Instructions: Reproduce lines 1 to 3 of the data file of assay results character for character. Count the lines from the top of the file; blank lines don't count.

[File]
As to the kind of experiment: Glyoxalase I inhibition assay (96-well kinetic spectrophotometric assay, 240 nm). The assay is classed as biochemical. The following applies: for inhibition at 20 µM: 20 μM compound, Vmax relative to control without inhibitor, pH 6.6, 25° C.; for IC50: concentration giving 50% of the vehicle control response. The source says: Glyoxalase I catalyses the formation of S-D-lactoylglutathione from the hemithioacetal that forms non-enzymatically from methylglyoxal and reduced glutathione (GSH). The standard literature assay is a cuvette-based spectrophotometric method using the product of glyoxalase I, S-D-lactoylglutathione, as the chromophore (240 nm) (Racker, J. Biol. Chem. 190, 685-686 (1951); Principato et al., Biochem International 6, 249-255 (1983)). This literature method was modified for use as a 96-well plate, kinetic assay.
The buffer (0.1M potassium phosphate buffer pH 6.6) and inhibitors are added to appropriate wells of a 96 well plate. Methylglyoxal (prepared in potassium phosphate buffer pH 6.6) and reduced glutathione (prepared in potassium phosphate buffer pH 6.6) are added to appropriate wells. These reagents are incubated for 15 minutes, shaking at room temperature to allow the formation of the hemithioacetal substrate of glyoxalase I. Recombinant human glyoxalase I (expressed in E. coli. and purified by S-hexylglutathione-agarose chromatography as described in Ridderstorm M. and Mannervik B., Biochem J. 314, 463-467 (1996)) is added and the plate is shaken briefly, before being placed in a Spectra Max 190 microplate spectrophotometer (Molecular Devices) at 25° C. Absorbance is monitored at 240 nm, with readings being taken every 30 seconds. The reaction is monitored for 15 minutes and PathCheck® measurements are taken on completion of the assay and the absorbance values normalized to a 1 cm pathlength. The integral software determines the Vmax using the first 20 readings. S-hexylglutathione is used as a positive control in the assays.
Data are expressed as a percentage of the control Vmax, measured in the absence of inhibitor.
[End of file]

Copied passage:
As to the kind of experiment: Glyoxalase I inhibition assay (96-well kinetic spectrophotometric assay, 240 nm). The assay is classed as biochemical. The following applies: for inhibition at 20 µM: 20 μM compound, Vmax relative to control without inhibitor, pH 6.6, 25° C.; for IC50: concentration giving 50% of the vehicle control response. The source says: Glyoxalase I catalyses the formation of S-D-lactoylglutathione from the hemithioacetal that forms non-enzymatically from methylglyoxal and reduced glutathione (GSH). The standard literature assay is a cuvette-based spectrophotometric method using the product of glyoxalase I, S-D-lactoylglutathione, as the chromophore (240 nm) (Racker, J. Biol. Chem. 190, 685-686 (1951); Principato et al., Biochem International 6, 249-255 (1983)). This literature method was modified for use as a 96-well plate, kinetic assay.
The buffer (0.1M potassium phosphate buffer pH 6.6) and inhibitors are added to appropriate wells of a 96 well plate. Methylglyoxal (prepared in potassium phosphate buffer pH 6.6) and reduced glutathione (prepared in potassium phosphate buffer pH 6.6) are added to appropriate wells. These reagents are incubated for 15 minutes, shaking at room temperature to allow the formation of the hemithioacetal substrate of glyoxalase I. Recombinant human glyoxalase I (expressed in E. coli. and purified by S-hexylglutathione-agarose chromatography as described in Ridderstorm M. and Mannervik B., Biochem J. 314, 463-467 (1996)) is added and the plate is shaken briefly, before being placed in a Spectra Max 190 microplate spectrophotometer (Molecular Devices) at 25° C. Absorbance is monitored at 240 nm, with readings being taken every 30 seconds. The reaction is monitored for 15 minutes and PathCheck® measurements are taken on completion of the assay and the absorbance values normalized to a 1 cm pathlength. The integral software determines the Vmax using the first 20 readings. S-hexylglutathione is used as a positive control in the assays.
Data are expressed as a percentage of the control Vmax, measured in the absence of inhibitor.